Add to MetaCart
We present a square root algorithm in Fq which generalizes Atkins’s square root algorithm [6] for q ≡ 5 (mod 8) and Kong et al.’s algorithm [8] for q ≡ 9 (mod 16). Our algorithm precomputes a primitive 2 sth root of unity ξ where s is the largest positive integer satisfying 2 s q − 1, and is applicable for the cases when s is small. The proposed algorithm requires one exponentiation for square root computation and is favorably compared with the algorithms of Atkin, Müller and Kong et al.
On rth Root Extraction Algorithm in Fq For q ≡ lr s + 1 (mod r s+1) with 0 < l < r and Small s
"... We present an rth root extraction algorithm over a finite field Fq. Our algorithm precomputes a primitive r sth root of unity ξ where s is the largest positive integer satisfying r s q − 1, and is applicable for the cases when s is small. The proposed algorithm requires one exponentiation for the ..."
Abstract
 Add to MetaCart
We present an rth root extraction algorithm over a finite field Fq. Our algorithm precomputes a primitive r sth root of unity ξ where s is the largest positive integer satisfying r s q − 1, and is applicable for the cases when s is small. The proposed algorithm requires one exponentiation for the rth root computation and is favorably compared to the existing algorithms.
Trace Expression of rth Root over Finite Field Email:
"... Efficient computation of rth root in Fq has many applications in computational number theory and many other related areas. We present a new rth root formula which generalizes Müller’s result on square root, and which provides a possible improvement of the CipollaLehmer type algorithms for general ..."
Abstract
 Add to MetaCart
Efficient computation of rth root in Fq has many applications in computational number theory and many other related areas. We present a new rth root formula which generalizes Müller’s result on square root, and which provides a possible improvement of the CipollaLehmer type algorithms for general case. More precisely, for given rth power c ∈ Fq, we show that there exists α ∈ Fqr ( such that T r α (∑r−1 i=0 qi)−r r2)r = c where T r(α) = α + αq + αq2 + · · · + αqr−1 and α is a root of certain irreducible polynomial of degree r over Fq.
Some Connections Between Primitive Roots and Quadratic NonResidues Modulo a Prime
"... Abstract—In this paper we present some interesting connections between primitive roots and quadratic nonresidues modulo a prime. Using these correlations, we propose some polynomial deterministic algorithms for generating primitive roots for primes with special forms (for example, for safe primes). ..."
Abstract
 Add to MetaCart
Abstract—In this paper we present some interesting connections between primitive roots and quadratic nonresidues modulo a prime. Using these correlations, we propose some polynomial deterministic algorithms for generating primitive roots for primes with special forms (for example, for safe primes). Index Terms—primitive roots, LegendreJacobi symbol, quadratic nonresidues, square roots. I.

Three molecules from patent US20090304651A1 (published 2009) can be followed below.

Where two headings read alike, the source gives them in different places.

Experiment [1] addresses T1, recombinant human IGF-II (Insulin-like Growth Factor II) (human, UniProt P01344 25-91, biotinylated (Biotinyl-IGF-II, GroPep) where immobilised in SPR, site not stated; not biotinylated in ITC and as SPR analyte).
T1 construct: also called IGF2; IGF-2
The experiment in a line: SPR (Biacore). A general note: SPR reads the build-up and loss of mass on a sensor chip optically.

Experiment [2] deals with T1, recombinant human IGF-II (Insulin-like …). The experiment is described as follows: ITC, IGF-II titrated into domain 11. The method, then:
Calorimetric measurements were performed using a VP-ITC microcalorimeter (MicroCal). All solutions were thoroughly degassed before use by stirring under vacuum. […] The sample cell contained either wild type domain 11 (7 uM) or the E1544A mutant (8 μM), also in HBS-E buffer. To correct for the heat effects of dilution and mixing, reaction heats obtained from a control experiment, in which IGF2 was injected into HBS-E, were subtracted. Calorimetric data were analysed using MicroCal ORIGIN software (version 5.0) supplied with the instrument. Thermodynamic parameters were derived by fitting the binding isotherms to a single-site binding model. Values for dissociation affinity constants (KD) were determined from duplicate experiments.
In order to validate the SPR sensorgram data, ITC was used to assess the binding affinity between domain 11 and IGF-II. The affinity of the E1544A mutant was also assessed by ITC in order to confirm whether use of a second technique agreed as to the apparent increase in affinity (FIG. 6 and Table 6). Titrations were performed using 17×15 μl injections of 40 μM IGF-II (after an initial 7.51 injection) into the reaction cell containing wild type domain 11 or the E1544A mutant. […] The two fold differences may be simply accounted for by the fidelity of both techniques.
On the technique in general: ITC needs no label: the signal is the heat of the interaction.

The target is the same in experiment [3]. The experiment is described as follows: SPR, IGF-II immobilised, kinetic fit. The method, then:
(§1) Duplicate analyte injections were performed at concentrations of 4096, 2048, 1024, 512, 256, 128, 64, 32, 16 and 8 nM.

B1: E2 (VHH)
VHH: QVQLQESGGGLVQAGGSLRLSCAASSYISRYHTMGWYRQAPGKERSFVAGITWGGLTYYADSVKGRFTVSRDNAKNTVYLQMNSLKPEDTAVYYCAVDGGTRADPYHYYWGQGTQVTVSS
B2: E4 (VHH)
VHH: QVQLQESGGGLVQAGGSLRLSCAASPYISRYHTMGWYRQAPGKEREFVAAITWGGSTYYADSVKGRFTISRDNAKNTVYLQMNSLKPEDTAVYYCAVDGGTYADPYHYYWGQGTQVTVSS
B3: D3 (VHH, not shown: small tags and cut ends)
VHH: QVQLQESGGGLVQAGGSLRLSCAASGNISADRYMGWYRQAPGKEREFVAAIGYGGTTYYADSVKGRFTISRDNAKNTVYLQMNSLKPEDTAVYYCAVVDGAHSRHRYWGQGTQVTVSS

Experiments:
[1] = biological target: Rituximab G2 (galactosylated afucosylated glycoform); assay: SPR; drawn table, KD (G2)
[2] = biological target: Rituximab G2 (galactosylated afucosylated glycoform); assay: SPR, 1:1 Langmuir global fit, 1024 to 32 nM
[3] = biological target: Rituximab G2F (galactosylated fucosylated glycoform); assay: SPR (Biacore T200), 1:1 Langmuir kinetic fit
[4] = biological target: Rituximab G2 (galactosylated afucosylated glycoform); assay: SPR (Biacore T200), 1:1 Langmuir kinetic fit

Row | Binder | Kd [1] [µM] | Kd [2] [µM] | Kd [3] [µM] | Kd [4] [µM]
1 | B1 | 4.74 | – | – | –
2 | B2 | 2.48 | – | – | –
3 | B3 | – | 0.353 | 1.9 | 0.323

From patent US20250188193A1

Modular Square Root Puzzles: Design of NonParallelizable and NonInteractive Client Puzzles
, 2012
"... Denial of Service (DoS) attacks aiming to exhaust the resources of a server by overwhelming it with bogus requests have become a serious threat. Especially protocols that rely on public key cryptography and perform expensive authentication handshakes may be an easy target. A wellknown countermeasur ..."
Abstract
 Add to MetaCart
Denial of Service (DoS) attacks aiming to exhaust the resources of a server by overwhelming it with bogus requests have become a serious threat. Especially protocols that rely on public key cryptography and perform expensive authentication handshakes may be an easy target. A wellknown countermeasure against resource depletion attacks are client puzzles. The victimized server demands from the clients to commit computing resources before it processes their requests. To get service, a client must solve a cryptographic puzzle and submit the right solution. Existing client puzzle schemes have some drawbacks. They are either parallelizable, coarsegrained or can be used only interactively. In case of interactive client puzzles where the server poses the challenge an attacker might mount a counterattack on the clients by injecting faked packets with bogus puzzle parameters bearing the server’s sender address. In this paper we introduce a novel scheme for client puzzles which relies on the computation of square roots modulo a prime. Modular square root puzzles are nonparallelizable, i. e., the solution cannot be obtained faster than scheduled by distributing the puzzle to multiple machines or CPU cores, and they can be employed both interactively and noninteractively. Our puzzles provide polynomial granularity and compact solution and verification functions. Benchmark results demonstrate the feasibility of our approach to mitigate DoS attacks on hosts in 1 or even 10 Gbit networks. In addition, we show how to raise the efficiency of our puzzle scheme by introducing a bandwidthbased cost factor for the client. Furthermore, we also investigate the construction of client puzzles from modular cube roots.